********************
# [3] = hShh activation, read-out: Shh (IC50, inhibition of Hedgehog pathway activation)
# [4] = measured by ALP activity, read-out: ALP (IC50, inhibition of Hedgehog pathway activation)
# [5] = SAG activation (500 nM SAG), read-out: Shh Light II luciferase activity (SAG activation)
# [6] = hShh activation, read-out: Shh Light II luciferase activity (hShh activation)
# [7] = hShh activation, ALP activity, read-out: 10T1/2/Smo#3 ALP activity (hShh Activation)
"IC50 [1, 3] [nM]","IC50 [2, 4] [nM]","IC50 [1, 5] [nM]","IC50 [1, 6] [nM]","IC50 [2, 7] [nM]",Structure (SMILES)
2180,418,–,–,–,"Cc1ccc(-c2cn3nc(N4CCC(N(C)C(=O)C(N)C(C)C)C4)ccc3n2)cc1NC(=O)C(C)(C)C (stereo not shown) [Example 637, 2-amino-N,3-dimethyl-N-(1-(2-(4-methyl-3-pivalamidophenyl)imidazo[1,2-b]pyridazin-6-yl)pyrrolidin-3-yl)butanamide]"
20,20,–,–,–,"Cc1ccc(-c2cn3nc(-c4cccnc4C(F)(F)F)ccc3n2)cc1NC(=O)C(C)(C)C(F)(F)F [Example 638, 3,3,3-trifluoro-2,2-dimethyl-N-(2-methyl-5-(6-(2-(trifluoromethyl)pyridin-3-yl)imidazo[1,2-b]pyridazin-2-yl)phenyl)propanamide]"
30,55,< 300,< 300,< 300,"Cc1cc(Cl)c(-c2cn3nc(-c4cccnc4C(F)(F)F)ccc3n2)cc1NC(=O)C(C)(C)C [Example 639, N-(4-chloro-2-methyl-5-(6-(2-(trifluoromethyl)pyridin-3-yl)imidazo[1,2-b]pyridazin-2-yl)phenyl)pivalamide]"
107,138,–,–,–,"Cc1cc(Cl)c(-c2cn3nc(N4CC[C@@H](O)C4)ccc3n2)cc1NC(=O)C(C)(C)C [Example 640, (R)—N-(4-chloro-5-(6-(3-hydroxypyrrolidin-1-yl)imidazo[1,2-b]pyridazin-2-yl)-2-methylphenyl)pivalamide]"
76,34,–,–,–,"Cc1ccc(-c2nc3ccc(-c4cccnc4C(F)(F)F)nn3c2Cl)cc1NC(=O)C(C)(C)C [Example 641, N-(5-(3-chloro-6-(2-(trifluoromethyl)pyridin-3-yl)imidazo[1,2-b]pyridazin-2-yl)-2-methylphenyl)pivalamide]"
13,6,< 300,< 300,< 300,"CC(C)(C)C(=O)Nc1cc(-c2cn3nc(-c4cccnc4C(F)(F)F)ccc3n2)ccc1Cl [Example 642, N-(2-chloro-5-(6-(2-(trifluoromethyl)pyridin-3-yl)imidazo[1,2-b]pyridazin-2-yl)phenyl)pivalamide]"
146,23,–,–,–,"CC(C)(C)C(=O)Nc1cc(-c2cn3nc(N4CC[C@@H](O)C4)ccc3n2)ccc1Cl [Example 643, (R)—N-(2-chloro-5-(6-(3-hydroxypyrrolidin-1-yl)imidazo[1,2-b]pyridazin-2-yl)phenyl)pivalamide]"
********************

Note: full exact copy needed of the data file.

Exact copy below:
# [3] = hShh activation, read-out: Shh (IC50, inhibition of Hedgehog pathway activation)
# [4] = measured by ALP activity, read-out: ALP (IC50, inhibition of Hedgehog pathway activation)
# [5] = SAG activation (500 nM SAG), read-out: Shh Light II luciferase activity (SAG activation)
# [6] = hShh activation, read-out: Shh Light II luciferase activity (hShh activation)
# [7] = hShh activation, ALP activity, read-out: 10T1/2/Smo#3 ALP activity (hShh Activation)
"IC50 [1, 3] [nM]","IC50 [2, 4] [nM]","IC50 [1, 5] [nM]","IC50 [1, 6] [nM]","IC50 [2, 7] [nM]",Structure (SMILES)
2180,418,–,–,–,"Cc1ccc(-c2cn3nc(N4CCC(N(C)C(=O)C(N)C(C)C)C4)ccc3n2)cc1NC(=O)C(C)(C)C (stereo not shown) [Example 637, 2-amino-N,3-dimethyl-N-(1-(2-(4-methyl-3-pivalamidophenyl)imidazo[1,2-b]pyridazin-6-yl)pyrrolidin-3-yl)butanamide]"
20,20,–,–,–,"Cc1ccc(-c2cn3nc(-c4cccnc4C(F)(F)F)ccc3n2)cc1NC(=O)C(C)(C)C(F)(F)F [Example 638, 3,3,3-trifluoro-2,2-dimethyl-N-(2-methyl-5-(6-(2-(trifluoromethyl)pyridin-3-yl)imidazo[1,2-b]pyridazin-2-yl)phenyl)propanamide]"
30,55,< 300,< 300,< 300,"Cc1cc(Cl)c(-c2cn3nc(-c4cccnc4C(F)(F)F)ccc3n2)cc1NC(=O)C(C)(C)C [Example 639, N-(4-chloro-2-methyl-5-(6-(2-(trifluoromethyl)pyridin-3-yl)imidazo[1,2-b]pyridazin-2-yl)phenyl)pivalamide]"
107,138,–,–,–,"Cc1cc(Cl)c(-c2cn3nc(N4CC[C@@H](O)C4)ccc3n2)cc1NC(=O)C(C)(C)C [Example 640, (R)—N-(4-chloro-5-(6-(3-hydroxypyrrolidin-1-yl)imidazo[1,2-b]pyridazin-2-yl)-2-methylphenyl)pivalamide]"
76,34,–,–,–,"Cc1ccc(-c2nc3ccc(-c4cccnc4C(F)(F)F)nn3c2Cl)cc1NC(=O)C(C)(C)C [Example 641, N-(5-(3-chloro-6-(2-(trifluoromethyl)pyridin-3-yl)imidazo[1,2-b]pyridazin-2-yl)-2-methylphenyl)pivalamide]"
13,6,< 300,< 300,< 300,"CC(C)(C)C(=O)Nc1cc(-c2cn3nc(-c4cccnc4C(F)(F)F)ccc3n2)ccc1Cl [Example 642, N-(2-chloro-5-(6-(2-(trifluoromethyl)pyridin-3-yl)imidazo[1,2-b]pyridazin-2-yl)phenyl)pivalamide]"
146,23,–,–,–,"CC(C)(C)C(=O)Nc1cc(-c2cn3nc(N4CC[C@@H](O)C4)ccc3n2)ccc1Cl [Example 643, (R)—N-(2-chloro-5-(6-(3-hydroxypyrrolidin-1-yl)imidazo[1,2-b]pyridazin-2-yl)phenyl)pivalamide]"